At about the time he started The Douglas Foundation, Kirk starred as Randall McMurphy in a New York stage adaptation of the Ken Kesey novel “One Flew Over the Cuckoo’s Nest.” Kirk eventually assigned the motion picture rights to the novel to his son Michael, who went on to produce a film version that swept the Academy Awards in 1975. Throughout the ’60s and ’70s, Kirk appeared in a series of major motion pictures, often with international settings, including “The List of Adrian Messenger” (1963), “In Harm’s Way” (1965), “Is Paris Burning?” (1966), “The Arrangement”(1969), “Once Is Not Enough” (1975), and “The Fury” (1978), directed by Brian De Palma. In 1980, he appeared in the science-fiction time-travel classic “The Final Countdown,” produced by his son Peter, and in 1982 travelled to Australia to star in the hit, “The Man from Snowy River.” In the ’80s, Kirk turned to feature-length television films. He played the title role in “Amos” (1985), which was the highest-rated film for television of its year, and then appeared as William Jennings Bryan in an adaptation of the stage play “Inherit the Wind,” which won the Emmy Award for Outstanding Drama or Comedy Special in 1988. In 1988, Kirk also published his immensely popular autobiography “The Ragman’s Son,” and started yet another career as an author. His books encompass both novels, such as “Dance With the Devil” (1990) and “Last Tango in Brooklyn” (1994), and non-fiction, including “Climbing the Mountain: My Search for Meaning” (2001), “My Stroke of Luck” (2003), and “I Am Spartacus!” (2012). In 2014, he published his first book of poetry, “Life Could Be Verse.” As his books of reflections reveal, even after achieving stardom, Kirk faced his share of adversity and grief. He was seriously injured in a helicopter accident near Santa Paula, California, northwest of Los Angeles, in 1993. He then suffered a severe stroke in 1996, which impaired his ability to speak and from which he has largely rehabilitated himself. His youngest son, Eric, died tragically in 2004. While Kirk never departed from the Jewish faith in which he was raised, he became more deeply involved in Hebraic studies late in life, and underwent a traditional if rare second bar mitzvah at the age of 83. He is also a proud grandparent seven times over. Kirk has received numerous honors in the United States and abroad in recognition of both his film and philanthropic work. He accepted the American Film Institute’s Life Achievement Award in 1991. In 1999, the AFI also placed him on its list of the top fifty stars of American cinema. In 1996, Kirk won an Honorary Academy Award “for fifty years as a creative and moral force in the motion picture community.” Kirk has a star on the Hollywood Walk of Fame on Hollywood Boulevard, one of the few ever to be stolen and replaced. In 2004, a street in Palm Springs, California, was named “Kirk Douglas Way” in his honor. In 1981, Kirk was also presented with the Presidential Medal of Honor, the United States’ highest civilian award, in recognition of his work throughout the world as a goodwill ambassador for the U.S. State Department. The French government presented him with the Legion of Honor in 1985. In 2001, he received the National Medal of the Arts at the Kennedy Center in Washington, D.C. ( Douglas passed away in 2020.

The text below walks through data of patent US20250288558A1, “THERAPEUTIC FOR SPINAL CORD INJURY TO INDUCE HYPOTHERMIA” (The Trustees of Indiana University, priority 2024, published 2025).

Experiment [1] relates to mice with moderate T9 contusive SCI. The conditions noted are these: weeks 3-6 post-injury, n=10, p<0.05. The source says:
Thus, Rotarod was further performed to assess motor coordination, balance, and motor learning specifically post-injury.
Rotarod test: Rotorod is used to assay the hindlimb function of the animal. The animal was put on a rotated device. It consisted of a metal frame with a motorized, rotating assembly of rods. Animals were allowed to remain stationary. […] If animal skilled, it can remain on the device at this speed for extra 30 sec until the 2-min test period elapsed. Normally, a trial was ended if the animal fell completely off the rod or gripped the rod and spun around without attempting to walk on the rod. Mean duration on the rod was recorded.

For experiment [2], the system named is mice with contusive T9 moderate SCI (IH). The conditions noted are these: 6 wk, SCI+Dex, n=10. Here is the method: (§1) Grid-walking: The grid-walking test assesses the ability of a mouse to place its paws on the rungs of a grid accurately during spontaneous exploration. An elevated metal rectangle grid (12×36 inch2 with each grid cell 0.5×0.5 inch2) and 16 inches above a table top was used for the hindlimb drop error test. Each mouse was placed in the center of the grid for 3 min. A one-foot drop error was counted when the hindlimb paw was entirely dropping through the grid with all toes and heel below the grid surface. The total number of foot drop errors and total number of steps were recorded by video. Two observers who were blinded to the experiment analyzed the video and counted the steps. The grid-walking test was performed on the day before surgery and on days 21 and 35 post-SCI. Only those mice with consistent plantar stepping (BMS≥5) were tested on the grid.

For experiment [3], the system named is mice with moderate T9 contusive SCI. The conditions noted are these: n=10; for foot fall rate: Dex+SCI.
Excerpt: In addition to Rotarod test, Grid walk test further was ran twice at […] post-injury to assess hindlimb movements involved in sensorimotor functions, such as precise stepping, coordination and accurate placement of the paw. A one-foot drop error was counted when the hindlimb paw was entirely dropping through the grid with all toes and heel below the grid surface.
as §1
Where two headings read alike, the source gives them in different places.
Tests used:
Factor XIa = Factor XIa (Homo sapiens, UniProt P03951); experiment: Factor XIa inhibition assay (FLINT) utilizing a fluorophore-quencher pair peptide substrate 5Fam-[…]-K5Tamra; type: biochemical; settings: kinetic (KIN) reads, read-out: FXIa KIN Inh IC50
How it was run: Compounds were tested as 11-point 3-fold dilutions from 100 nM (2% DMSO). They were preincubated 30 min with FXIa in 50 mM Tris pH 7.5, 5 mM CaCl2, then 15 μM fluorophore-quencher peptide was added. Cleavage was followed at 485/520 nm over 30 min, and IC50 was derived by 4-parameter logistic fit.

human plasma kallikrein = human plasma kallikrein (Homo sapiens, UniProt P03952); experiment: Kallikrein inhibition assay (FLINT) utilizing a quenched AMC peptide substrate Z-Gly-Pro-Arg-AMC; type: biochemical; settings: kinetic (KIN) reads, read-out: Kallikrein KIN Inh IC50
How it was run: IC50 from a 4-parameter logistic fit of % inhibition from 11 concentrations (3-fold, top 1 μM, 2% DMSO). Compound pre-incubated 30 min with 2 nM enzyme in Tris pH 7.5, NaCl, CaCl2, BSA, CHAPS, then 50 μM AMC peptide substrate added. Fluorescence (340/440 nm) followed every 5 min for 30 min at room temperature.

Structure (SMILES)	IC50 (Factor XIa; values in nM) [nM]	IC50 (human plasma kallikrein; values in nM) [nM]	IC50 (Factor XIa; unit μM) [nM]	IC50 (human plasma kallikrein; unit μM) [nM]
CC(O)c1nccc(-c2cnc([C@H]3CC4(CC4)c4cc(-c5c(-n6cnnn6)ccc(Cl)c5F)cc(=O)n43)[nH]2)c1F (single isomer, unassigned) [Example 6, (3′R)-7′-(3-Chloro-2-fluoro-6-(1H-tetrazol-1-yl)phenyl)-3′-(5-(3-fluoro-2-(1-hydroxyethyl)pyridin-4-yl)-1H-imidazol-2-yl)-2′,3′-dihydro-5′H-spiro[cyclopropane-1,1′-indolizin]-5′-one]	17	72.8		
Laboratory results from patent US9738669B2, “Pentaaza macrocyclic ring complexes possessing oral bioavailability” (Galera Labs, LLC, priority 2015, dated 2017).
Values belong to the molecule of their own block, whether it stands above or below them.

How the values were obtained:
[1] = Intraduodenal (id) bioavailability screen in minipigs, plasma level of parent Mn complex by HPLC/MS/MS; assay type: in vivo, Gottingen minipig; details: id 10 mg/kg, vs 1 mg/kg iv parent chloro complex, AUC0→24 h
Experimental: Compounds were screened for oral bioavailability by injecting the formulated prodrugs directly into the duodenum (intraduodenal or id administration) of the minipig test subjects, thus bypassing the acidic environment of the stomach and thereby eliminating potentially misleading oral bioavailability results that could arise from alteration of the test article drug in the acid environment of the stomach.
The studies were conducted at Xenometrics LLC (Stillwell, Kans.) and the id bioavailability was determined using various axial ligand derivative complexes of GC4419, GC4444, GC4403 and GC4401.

About Cinematographer Charles Lang